|a game by||EA Vancouver|
|Platforms:||XBox 360, Playstation 3|
|Editor Rating:||5/10, based on 1 review|
|User Rating:||9.0/10 - 6 votes|
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|See also:||Hockey Games, NHL Games, Sport Games|
When it comes to hockey games, no company does them better than EA Games. NHL 15 is the first entry of the series to arrive in the eighth generation of consoles, introducing some next-gen upgrades over its last-gen versions. These new additions result in a game that’s much better than its predecessors – in some ways.
It seems like EA’s design philosophy for NHL 15 is “one step forward, two steps back.” While all the next-gen bells and whistles are a technological marvel, the removal of some staple elements from the mix is somewhat concerning, especially for a series that has virtually no competition.
Like every yearly entry in the FIFA series, NHL 15 has been known for doing the bare minimum in terms of real innovation in each of its releases. That said, this version offers EA the perfect chance to redefine its formula thanks to the power of the Xbox One and PlayStation 4.
The visual differences between the next and last-gen versions of the game are immediately apparent. Character models on the newer consoles look incredibly detailed, a trend we’ve noticed in titles like EA’s FIFA 15. It’s understandable that the new generations are the focus of the development process – but the half-baked older-gen versions could have looked much better.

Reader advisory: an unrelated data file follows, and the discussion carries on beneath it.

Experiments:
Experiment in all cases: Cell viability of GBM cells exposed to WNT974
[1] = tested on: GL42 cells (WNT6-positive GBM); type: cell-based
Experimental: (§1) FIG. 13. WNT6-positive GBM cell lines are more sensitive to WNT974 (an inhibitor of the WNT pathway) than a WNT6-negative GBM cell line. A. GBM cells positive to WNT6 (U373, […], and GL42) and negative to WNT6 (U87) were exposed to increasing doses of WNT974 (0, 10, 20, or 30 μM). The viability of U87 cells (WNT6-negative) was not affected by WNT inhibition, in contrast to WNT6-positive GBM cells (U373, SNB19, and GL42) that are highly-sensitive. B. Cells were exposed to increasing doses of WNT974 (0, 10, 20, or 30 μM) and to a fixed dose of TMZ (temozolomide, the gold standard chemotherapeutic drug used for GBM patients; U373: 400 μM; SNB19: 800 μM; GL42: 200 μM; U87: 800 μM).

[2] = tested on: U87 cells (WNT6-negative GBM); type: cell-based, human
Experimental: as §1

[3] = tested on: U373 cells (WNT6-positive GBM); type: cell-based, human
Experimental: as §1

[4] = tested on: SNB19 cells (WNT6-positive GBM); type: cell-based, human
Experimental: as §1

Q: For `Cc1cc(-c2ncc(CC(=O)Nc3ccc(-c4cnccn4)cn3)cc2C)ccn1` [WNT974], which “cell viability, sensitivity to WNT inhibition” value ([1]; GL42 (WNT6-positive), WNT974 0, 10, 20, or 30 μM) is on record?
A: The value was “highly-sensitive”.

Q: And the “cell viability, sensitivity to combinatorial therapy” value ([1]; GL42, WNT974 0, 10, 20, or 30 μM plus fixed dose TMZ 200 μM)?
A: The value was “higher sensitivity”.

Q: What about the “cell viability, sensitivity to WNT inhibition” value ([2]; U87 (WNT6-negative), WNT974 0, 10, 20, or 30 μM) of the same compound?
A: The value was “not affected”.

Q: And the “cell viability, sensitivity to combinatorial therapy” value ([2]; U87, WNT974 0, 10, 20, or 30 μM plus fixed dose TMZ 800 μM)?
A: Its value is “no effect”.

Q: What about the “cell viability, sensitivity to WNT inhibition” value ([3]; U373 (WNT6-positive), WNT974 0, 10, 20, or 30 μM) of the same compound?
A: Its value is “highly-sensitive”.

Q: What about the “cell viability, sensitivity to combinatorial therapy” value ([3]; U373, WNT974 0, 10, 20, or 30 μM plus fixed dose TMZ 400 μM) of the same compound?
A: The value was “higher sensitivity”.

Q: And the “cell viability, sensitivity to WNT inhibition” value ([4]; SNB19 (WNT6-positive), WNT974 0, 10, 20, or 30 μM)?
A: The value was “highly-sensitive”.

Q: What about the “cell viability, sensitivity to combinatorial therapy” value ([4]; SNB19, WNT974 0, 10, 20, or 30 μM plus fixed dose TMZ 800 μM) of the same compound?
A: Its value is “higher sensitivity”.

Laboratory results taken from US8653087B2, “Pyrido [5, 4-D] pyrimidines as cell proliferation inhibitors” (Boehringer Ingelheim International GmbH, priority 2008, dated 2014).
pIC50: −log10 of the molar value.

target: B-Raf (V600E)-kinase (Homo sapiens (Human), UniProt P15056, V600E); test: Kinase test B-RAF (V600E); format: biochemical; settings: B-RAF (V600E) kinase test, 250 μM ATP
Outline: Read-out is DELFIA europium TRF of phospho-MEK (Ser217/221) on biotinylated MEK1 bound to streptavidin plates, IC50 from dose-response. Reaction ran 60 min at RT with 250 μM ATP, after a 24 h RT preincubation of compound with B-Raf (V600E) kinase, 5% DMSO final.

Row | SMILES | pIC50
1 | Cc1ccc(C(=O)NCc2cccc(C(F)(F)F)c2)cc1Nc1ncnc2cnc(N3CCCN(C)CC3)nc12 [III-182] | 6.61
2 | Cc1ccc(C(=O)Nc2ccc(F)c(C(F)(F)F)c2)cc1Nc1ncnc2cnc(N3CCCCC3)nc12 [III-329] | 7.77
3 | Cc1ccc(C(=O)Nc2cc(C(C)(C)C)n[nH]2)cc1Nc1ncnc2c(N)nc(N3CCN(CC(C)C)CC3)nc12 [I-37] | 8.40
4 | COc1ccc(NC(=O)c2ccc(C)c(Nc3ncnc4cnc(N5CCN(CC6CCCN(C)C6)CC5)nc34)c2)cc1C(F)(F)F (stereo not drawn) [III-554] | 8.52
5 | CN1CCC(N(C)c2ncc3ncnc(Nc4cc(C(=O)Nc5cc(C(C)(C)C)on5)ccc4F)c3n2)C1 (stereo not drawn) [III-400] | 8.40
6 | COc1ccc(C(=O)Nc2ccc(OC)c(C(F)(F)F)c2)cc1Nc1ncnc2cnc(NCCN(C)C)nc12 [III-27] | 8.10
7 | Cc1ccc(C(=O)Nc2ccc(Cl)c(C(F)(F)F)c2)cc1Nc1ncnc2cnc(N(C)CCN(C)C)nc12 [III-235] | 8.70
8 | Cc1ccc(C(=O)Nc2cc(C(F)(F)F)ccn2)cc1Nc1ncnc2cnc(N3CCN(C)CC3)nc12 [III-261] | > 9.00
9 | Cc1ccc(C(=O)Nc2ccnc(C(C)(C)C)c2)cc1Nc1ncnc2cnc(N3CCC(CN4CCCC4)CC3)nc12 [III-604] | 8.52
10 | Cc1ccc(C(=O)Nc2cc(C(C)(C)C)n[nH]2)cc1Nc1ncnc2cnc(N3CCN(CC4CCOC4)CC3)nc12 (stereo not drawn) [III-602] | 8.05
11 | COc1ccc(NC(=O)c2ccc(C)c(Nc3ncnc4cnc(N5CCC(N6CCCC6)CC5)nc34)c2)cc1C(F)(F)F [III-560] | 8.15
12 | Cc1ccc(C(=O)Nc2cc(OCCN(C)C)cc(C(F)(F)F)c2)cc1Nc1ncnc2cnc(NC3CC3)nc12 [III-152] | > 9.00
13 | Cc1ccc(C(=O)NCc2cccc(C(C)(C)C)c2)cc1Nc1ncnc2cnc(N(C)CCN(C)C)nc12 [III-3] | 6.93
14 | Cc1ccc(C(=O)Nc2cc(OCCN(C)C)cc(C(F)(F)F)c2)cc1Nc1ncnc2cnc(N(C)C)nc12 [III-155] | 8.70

Other than that, some landmark game modes return here to spice up the gameplay. The star of the show is the Playoff Mode, in which players create custom tournaments from the many leagues available in NHL 15.
To keep things interesting, the game features the popular “Be a Pro” mode that focuses on a single, customizable player. In this mode, character progression and developing skill becomes the only focus.
However, Be a Pro has been gutted compared to how it was in previous entries. Most of the more intricate aspects of the simulation have been diminished in some way or another, leaving the mode feeling like a husk of its former self. In fact, most of the game feels like a shadow of what it was, as many elements that once were staples of the genre are now missing in action.
Customization has always been one of the most important parts of any sports game worth its salt. Surprisingly, it seems like EA has decided to severely limit the amount allowed to players in most of the game’s modes.
Players’ ratings are all over the place; some rookies are considered legends by the game’s standards, while some well-known players pale in comparison to some of its less capable teammates.
Creating a player from scratch is also missing from NHL 15, which is a shame. To compete in Be a Pro, players will have to use a character that’s already 50% done by the time they get to edit them. Part of the fun of playing such a character-centric mode was creating a wholly unique character, but it seems like EA doesn’t agree with that sentiment.
All in all, NHL 15 feels like a pretty downgrade from last year’s entry. Sure, it showcases the next-gen’s potential, but it does so at the cost of some much-loved features.
NHL 15 is not a great hockey game, but it’s virtually the only one available in the market. The lack of competition results in a game that’s not terrible, but could definitely be much better.
- Excellent character models add an extra layer of realism
- Some landmark modes return from last year’s entry
- The new AI and physics make the game feel more realistic than before
- Missing some key components from previous entries
- Some odd physics glitches
- Stripped-down customization options